Summer is road-trip season, so we're taking a culinary tour of America. But because Portland is a city of immigrants from other states, we don't have to leave town to do it. We're traveling to 50 Portland restaurants to try one distinctive food from each state. Our 50 Plates tour continues with the slider from Ohio, which joined the union on March 1, 1803.
The state: Ohio, which was the only state in the union too badass for a motto until 1959, when some little redneck kid from Cincinnati decided to stick it to the Pinkos by convincing legislators to adopt the unconstitutional “With God, All Things Are Possible.” No one in Ohio knows this—if you suggested changing the motto, they’d claim it’s part of a rich tradition dating back to Ebenezer Zane. In my own boyhood, Ohio’s de facto motto was on the license plate, which advertised us as “The Heart of it All.” During the lamentable governorship of Cincinnati's own Bob Taft III—arguably the worst elected executive in American history, he left office with a 6.5% approval rating—the switched this out for “The Birthplace of Aviation.” Thankfully, the license plates are again simple and classy. At least until some other dumbass from Cincinnati screws things up again. Living in Ohio means constant vigilance: Some guy from Chillicothe with a Southern drawl is always pushing a terrible idea, some plainspoken rube from Columbus is always pretty much ready to allow it, and some poor bastard from Cleveland is always arguing, red-faced, for logic and basic decency.
The food: Well, it sure as all fuck isn’t Cincinnati Chili. Every state has regional differences, to be sure, but rarely is it so pronounced as in my home state of Ohio. Cincinnati basically functions as the capital of Kentucky. Columbus, in the center of the state, is the entranceway to that giant cornfield that ends somewhere in eastern Colorado. Cleveland and its surrounds in the upper right corner of the state—Northeast Ohio, as what we call it—meanwhile, was once nominally part of Connecticut. Two centuries later, Northeast Ohioans still feel like Harry Potter living with the Dursley family, waiting for some old wizard to rescue us from the muggle world and bring us back where we belong, where people don’t put spaghetti on chilli or dip everything in ranch dressing. And yet, there’s one thing pretty much everyone in Ohio agrees on—at least everyone outside Steubenville, where they mostly eat roadkilled squirrels and such—and that’s the burger. The burger was invented in Akron, and the burgers served there, at legendary joints like Bob’s Hamburg and Hamburger Station, fit a mold. Typically, they are small and topped with only rehydrated onions, dill pickle slices and yellow mustard. The people of Columbus have been convinced that this is how a burger should be made, and so they did what Columbus does best, which is mass-market things. And thus, the mighty White Castle of Harold and Kumar fame.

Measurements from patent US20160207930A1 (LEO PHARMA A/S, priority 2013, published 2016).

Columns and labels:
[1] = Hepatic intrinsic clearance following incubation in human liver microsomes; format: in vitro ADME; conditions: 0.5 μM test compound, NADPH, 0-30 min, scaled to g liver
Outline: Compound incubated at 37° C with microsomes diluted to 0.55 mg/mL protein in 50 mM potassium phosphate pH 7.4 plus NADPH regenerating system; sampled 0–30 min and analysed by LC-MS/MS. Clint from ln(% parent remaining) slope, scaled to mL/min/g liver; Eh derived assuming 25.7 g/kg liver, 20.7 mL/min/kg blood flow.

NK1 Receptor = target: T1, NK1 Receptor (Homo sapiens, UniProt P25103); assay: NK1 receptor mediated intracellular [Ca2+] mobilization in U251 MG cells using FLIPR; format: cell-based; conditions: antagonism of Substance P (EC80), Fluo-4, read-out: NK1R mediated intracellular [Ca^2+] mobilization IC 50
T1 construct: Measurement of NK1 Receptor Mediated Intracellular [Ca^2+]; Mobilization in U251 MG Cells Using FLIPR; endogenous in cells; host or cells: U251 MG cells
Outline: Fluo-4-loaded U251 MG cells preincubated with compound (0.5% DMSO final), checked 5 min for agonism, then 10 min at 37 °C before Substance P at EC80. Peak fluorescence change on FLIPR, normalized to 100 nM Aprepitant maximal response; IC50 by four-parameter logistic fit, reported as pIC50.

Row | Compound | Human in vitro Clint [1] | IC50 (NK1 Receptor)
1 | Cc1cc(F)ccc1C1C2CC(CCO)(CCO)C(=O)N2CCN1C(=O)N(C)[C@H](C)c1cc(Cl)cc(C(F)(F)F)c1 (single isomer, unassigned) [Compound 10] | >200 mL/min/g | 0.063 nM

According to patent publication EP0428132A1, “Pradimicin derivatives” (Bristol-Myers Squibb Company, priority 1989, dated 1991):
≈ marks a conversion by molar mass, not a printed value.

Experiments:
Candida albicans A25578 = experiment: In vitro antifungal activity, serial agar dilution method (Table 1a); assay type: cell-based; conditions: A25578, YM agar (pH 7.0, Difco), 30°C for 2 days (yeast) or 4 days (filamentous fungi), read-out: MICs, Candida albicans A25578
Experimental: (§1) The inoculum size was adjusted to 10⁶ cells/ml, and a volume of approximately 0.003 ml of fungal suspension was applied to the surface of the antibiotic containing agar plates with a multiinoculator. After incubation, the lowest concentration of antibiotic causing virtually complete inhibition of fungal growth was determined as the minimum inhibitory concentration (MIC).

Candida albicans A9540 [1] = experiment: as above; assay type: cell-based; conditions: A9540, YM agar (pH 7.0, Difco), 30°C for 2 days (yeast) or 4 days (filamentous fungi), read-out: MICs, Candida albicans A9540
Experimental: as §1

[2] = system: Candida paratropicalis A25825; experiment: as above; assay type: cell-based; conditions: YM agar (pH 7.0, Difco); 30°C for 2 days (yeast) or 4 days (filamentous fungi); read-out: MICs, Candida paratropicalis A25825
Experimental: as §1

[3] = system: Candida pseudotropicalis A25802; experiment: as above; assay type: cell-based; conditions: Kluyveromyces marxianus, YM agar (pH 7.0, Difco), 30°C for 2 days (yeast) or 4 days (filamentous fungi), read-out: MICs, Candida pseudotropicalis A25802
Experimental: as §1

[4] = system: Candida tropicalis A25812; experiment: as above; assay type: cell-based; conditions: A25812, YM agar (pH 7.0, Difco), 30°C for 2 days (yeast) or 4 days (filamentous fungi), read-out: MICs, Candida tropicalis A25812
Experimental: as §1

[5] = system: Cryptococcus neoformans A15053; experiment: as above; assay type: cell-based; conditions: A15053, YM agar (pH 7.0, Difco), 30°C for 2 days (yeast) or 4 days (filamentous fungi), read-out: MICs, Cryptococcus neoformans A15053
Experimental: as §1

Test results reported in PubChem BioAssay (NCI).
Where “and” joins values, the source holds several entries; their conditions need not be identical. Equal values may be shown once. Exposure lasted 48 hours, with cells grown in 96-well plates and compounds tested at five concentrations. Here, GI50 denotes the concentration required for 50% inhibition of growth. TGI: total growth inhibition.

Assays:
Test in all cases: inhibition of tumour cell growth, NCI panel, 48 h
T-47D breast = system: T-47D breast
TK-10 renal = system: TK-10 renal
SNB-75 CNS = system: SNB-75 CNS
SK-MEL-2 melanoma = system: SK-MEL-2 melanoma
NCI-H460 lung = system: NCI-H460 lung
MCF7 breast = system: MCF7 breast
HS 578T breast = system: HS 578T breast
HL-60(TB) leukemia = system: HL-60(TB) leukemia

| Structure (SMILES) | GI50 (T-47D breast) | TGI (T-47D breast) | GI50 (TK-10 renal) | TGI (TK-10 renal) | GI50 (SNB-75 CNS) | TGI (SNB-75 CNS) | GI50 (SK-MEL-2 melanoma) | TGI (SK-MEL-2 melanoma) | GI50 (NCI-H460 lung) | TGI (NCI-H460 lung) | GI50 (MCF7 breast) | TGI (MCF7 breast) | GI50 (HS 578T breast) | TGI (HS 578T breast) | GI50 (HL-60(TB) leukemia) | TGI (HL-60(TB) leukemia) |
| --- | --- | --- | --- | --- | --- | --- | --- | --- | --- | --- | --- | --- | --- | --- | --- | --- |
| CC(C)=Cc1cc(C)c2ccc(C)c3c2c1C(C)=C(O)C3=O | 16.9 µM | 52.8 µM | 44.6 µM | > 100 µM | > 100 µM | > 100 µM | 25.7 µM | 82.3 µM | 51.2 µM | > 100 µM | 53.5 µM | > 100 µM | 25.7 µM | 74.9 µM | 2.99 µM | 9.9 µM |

Other foods considered and rejected: Cincinnati Chili (see above), perogies (no one south of Canton knows what this is), jo-jos (invented in Ohio, but Portland is the only other place that has them), creamsticks (long john doughnuts filled with an ultra-sweet, almond-extract enhanced whipped cream, which aren’t available here), sauerkraut balls (unavailable), pink catawba wine, buckeye candies (unavailable).
Get it from: White Castle burgers from the freezer case at Fred Meyer. I would love to highlight a great local burger place here, but everyone in Portland makes the basic slider-style burger wrong—they use ketchup and very few use raw or rehydrated onions, the buns are always too substantial and the meat is too thick. This is not a slider. Not the way we eat them in Ohio, anyway. Maybe that flies in Cincinnati, but not Ohio.
Click on the map to see each state's distinctive food and where to get it in Portland.